Now look, mindhamok aren’t trying to be the fun police, but safety is important & as we venture into new cities with new customs, cultures and rules, it’s crucial to have our wits about us.
The COVID-19 Pandemic has affected all of us. Some of us may feel we have passed it, with Joe Biden recently stating that the Covid-19 pandemic is over. Whereas some of us may be struggling to get back to ‘normal’ – whatever that means. In this blog we will be discussing the effects COVID-19 had on our mental health, with the help of psychotherapist Marina Tricard. And why now might be the best time to create a new ‘normal’.
Author: Mabel Smith
Well, that was a weird 3 years.
There are moments when the COVID-19 pandemic feels like a blip in our history, but we must remember that we aren’t that far out of the major restrictions, and some still exist around this rock we call home. The news reports on the pandemic as something that has affected our economy, but very little time is spent talking about the effect it has had on our mental health.
At mindhamok, we are big believers in talking about mental health. It’s in our nature, as
humans, to survive. We have a knack for moving on and looking forward. And yes, moving on from past trauma is a positive thing. However, the only way to move past trauma is to deal with it. Marina Tricard, a psychotherapist who is part of the mindhamok network, recently wrote a paper called ‘PTSD as a Side Effect of Covid-19’*. Here Marina reports on the increase n mental health struggles reported during the pandemic and how some of us could have experienced PTSD.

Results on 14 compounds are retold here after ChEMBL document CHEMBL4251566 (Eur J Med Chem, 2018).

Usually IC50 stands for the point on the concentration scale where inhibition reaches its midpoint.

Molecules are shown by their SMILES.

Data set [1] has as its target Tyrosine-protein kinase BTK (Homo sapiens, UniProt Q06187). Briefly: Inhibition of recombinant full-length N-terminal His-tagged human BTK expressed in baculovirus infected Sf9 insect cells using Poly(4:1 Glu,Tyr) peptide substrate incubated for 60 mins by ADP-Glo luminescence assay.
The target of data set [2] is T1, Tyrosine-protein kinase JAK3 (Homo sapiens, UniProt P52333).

* The American Magazine, PTSD as a Side Effect of Covid by Marina Tricard. May 2021. pg40
When we think of PTSD, we often think of war veterans or sexual assault survivors. However,PTSD can come about after any event that we find traumatic. And if we think about it; a world-wide lockdown resulting from a virus outbreak that we knew very little about, and lost loved ones to, is pretty scary and traumatic. Marina argues that “There are several factors why some people are coping better with it [the pandemic] than others. It all has to do with whether or not we have protective factors, previous stressors, and the types and number of stressors we have in our lives now.”** If you want to read more about stressors then take a look at Marina’s article.
** The American Magazine, PTSD as a Side Effect of Covid pg41
Perhaps some of us feel less motivated after the pandemic. We have adjusted to a new way of living, a new pace, and getting back to ‘normal’ is tough. But maybe the old ‘normal’ isn’t something we need to get back to completely. A lot of people during the pandemic developed new hobbies, we had an opportunity to set time aside for ourselves and be more mindful. That doesn’t have to end now that the pandemic is receding.
Marina names a few methods we can use to help us feel better: laughing, improving our diet, journaling, yoga or physical exercise, acupuncture, reiki, hypnotherapy, psychotherapy and medication. If some of these methods aren’t accessible to you then let’s starts with the simple one. Mindhamok’s blog post on nutrition has all the information we need to help us improve our diet. During the pandemic we recorded a podcast about the importance of mindfulness during the pandemic – just because the pandemic is receding doesn’t mean it’s any less important! And to engage in more exercise, let’s start by simply going outside and breathing in the fresh air.
The pandemic shook our world, but it also reminded us about the importance of our mental health. We must take care of our mind. A healthy mind is what allows us to work hard, socialise, study, and enjoy our time here. If you think that you need some extra help, perhaps by talking to a therapist, then our network of professionals, like Marina, are here for you.
Put your mind in a hammock and go easy on yourself.
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If you’re on the gram or tiktok, then you’ll know what it’s like to be inundated with content full of engagement rings, trips to Paris and montages of happy couples. Bleugh! It’s intense, we get it, and not always easy on the ol’ mental health.